Picks and Pans Review: The Phantom of the Opera

updated 03/07/1988 AT 01:00 AM EST

originally published 03/07/1988 AT 01:00 AM EST

Original Cast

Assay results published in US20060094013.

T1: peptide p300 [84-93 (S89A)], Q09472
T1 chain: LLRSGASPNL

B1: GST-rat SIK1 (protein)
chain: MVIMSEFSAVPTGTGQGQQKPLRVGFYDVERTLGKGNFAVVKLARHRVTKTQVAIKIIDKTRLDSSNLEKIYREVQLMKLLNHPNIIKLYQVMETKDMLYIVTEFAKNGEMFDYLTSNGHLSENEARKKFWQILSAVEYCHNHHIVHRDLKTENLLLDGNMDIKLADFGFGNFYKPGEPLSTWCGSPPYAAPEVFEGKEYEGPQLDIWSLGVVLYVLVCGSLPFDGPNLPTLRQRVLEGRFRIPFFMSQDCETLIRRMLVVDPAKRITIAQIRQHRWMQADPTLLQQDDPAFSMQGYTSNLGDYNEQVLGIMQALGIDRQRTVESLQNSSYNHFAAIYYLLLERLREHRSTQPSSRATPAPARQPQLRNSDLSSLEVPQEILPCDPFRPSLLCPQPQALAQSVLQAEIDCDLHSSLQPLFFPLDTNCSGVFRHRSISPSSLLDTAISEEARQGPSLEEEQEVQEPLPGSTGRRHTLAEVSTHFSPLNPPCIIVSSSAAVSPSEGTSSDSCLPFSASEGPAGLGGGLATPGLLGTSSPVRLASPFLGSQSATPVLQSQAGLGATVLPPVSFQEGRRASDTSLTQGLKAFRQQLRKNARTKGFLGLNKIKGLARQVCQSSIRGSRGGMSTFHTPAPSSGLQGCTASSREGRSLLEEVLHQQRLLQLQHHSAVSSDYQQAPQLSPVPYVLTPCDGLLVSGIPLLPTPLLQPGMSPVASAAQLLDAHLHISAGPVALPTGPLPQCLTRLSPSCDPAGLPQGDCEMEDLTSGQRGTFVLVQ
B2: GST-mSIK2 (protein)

Critics are forever sniping at Andrew Lloyd Webber's show music: Derivative, repetitive, glitzy, pandering, colorless and cold are just a few of the epithets hurled (sometimes fairly) at the songs of the 39-year-old Briton. Yet his hits {Cats, Evita, Jesus Christ Superstar, Song and Dance and Starlight Express) have virtually saved the musical theater from extinction. (Stateside, only the peerless Stephen Sondheim is holding up his end.) Perhaps the naysayers simply can't believe that any composer who writes music you can hum (and earns an estimated $150,000 a week in royalties alone) is doing serious work. Lloyd Webber's latest and best show, The Phantom of the Opera, just might convince them. Recently opened on Broadway after a record-breaking 16 months in London, Phantom is surely the most rapturously romantic musical of the decade. And the spell extends to the cast recording. The show is, of course, based on Gaston Leroux's 1910 novel about a disfigured composer who stalks the backstage of the Paris Opera, directing the career of a young soprano he adores from afar. The tale has clearly touched a personal chord in Lloyd Webber; he responds to the story with a profligate outpouring of melody. Even without the spectacle of Hal Prince's staging, the music—not always ably abetted by Charles Hart's and Richard Stilgoe's lyrics—stirs, swells and haunts. The casting of Lloyd Webber's second wife, Sarah Brightman, as the Phantom's object of worship seems to have brought out a passionate intensity barely tapped in the composer's previous scores. Brightman's voice, all shimmering loveliness on such ballads as Think of Me and All I Ask of You, takes on astonishing force as she is drawn inexorably into the Phantom's "music of the night." But it is Michael Crawford's love-tortured Phantom that tears at the emotions. Crawford, a comic actor best known in the U.S. as the gawky store clerk in the film version of Hello, Dolly!, delivers a historic stage performance. His once reedy voice has taken on a mature resonance. He does more than sing these powerful songs. He acts them with an ardor that uncovers a gargoyle's agonized heart. Crawford's duet with Brightman on Point of No Return reaches dramatic heights seldom attained outside opera. With his rhapsodic Phantom, Lloyd Webber has found the vehicle at last to give his deepest feelings full rein. (Polydor)

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